Assessment Identifies Molokai’s Agriculture Needs
Sust`aina ble Molokai News Release
Sust`aina ble Molokai has completed a comprehensive Agriculture Needs Assessment for food production and security on Molokai. The Assessment is based on survey results that show where your food is being grown, who is growing it, and where you can buy it. The document is also valuable in that it shows what we don’t have as an island, and therefore what opportunities exist for job creation in the agriculture field.
One of the needs identified by the survey, for example, is an agriculture coordinator for Molokai to connect local farmers with stores and restaurants both on- and off-island. This would allow local food producers to have better venues to sell their products, and stores can regularly stock more local produce.
The Ag Needs Assessment is the first of 12 surveys based on the Sustainability Wheel, which identifies areas in which the Molokai community can create sustainability, with the center of the wheel being the land and the people. The Sustainability Wheel will be available online as the Molokai-pedia, an open source database for the community with a companion green business resource guide listing all “green” business on Molokai with access to geo mapping.
To create the Assessment, 3.9 percent of the adult population was surveyed. Molokai’s adult population is at 5,401 out of a total island population of 7,345, according to the 2010 U.S. Census. Thirty-six interviews were conducted with ag experts and educators, farmers and Community Supported Agriculture (CSA) operators, deer and cattle ranchers, fishermen and aquaculture producers, hotel and restaurant operators.
Results show that:
• 94 percent of community members of the sample population care/think about where there food comes from, while 5 percent do not.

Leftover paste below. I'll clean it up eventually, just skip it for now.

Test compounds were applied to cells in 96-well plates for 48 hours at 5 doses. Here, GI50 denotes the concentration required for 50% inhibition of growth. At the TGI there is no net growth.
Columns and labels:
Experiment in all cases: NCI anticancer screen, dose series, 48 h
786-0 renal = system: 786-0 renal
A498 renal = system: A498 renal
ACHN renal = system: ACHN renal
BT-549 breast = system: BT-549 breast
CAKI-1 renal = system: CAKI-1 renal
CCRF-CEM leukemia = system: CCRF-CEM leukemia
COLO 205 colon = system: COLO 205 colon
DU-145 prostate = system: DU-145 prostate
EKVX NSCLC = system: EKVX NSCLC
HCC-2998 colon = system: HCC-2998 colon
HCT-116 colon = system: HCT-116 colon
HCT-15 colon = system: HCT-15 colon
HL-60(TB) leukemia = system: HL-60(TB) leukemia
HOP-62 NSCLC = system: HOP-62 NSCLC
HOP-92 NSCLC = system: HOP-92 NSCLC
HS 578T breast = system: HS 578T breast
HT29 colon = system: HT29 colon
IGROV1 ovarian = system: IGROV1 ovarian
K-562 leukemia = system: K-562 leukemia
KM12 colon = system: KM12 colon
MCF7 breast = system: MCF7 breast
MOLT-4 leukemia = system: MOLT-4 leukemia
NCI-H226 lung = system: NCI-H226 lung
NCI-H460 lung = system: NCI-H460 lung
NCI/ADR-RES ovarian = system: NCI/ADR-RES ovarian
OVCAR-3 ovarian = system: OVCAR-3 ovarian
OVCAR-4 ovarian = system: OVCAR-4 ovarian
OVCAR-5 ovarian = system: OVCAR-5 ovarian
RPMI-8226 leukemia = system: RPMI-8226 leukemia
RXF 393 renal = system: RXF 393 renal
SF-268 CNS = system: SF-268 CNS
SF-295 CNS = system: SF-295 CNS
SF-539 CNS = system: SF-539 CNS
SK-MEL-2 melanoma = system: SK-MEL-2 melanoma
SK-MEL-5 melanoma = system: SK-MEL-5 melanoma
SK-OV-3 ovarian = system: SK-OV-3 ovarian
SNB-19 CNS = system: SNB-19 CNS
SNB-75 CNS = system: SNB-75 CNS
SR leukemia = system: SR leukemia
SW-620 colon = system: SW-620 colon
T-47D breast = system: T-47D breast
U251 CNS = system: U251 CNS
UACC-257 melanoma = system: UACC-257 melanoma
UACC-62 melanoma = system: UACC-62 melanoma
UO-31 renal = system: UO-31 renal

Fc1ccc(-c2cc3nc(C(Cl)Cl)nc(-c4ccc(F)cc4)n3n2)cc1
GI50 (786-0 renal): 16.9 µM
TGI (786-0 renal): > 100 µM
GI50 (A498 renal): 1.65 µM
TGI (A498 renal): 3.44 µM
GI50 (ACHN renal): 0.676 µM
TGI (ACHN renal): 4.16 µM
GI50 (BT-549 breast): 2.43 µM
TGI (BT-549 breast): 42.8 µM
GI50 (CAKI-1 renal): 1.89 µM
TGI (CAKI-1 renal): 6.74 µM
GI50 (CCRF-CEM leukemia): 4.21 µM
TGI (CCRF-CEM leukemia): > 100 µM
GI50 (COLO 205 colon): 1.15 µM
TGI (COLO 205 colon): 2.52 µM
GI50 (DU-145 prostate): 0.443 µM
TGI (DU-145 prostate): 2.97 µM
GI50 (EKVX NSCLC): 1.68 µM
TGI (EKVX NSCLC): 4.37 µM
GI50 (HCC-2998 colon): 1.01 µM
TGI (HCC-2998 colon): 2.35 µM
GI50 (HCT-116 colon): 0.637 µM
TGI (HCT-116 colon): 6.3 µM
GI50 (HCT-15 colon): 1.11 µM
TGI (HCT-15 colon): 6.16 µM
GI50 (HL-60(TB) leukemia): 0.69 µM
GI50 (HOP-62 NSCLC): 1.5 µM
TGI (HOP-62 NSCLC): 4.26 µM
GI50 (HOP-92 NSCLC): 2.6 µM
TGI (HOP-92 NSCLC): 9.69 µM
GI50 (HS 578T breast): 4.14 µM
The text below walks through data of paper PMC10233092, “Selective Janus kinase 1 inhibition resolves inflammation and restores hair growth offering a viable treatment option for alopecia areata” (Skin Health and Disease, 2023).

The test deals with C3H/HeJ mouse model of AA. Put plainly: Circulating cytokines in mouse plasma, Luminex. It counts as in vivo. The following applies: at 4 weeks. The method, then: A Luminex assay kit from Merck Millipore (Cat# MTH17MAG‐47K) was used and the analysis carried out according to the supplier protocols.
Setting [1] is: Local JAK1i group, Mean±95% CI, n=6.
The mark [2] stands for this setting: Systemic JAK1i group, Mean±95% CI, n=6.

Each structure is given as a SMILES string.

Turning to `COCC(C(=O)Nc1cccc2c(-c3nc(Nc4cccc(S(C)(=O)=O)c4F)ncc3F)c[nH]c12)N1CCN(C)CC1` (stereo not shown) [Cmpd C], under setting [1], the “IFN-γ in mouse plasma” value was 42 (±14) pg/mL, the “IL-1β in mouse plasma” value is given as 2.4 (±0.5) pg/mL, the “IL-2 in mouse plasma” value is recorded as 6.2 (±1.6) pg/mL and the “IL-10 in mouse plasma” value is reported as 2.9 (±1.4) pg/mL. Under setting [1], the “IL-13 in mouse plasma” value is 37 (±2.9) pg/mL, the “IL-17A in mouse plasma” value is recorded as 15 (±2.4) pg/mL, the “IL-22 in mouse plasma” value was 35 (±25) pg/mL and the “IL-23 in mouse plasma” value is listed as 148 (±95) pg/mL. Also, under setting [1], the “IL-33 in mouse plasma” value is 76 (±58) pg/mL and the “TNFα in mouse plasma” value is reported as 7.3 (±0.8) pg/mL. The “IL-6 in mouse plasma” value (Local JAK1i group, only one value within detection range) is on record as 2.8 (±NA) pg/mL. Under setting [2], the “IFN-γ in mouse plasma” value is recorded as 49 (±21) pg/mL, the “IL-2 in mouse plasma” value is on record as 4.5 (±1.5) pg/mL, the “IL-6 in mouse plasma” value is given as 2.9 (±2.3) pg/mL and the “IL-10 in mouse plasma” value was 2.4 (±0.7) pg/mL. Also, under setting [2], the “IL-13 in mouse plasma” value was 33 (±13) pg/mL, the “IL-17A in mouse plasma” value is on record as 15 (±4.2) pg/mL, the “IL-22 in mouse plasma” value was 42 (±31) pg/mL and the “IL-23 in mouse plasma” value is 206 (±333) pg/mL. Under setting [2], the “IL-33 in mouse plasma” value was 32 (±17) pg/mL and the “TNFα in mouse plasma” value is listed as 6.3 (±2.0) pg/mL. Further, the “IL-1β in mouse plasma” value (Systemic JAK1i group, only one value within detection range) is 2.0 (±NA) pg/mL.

• 90 percent of those surveyed prefer to buy local Molokai food products, while 2 percent do not.
• 98 percent of those surveyed would eat more local food it were available, while 1 percent would not.
• Common challenges associated with farming on Molokai include high costs of equipment, water, shipping, operational costs, and natural elements like wind, drought, and wild animals. Additional training and education would help address these challenges. The john deere parts catalog is beneficial for farmers that need to keep track of their equipment’s maintenance.
Mahalo again to all those that were interviewed and who submitted/completed the food production and security survey. For more information or to read the agriculture needs assessment online, visit sustainablemolokai.org. A hard copy can also be purchased for $15. Our next survey to be conducted is renewable energy. We will be out in the community within the next month for personal requests to complete and submit the renewable energy survey.
For more information, please call Emillia Noordhoek at 808-560-5410 or email firstname.lastname@example.org.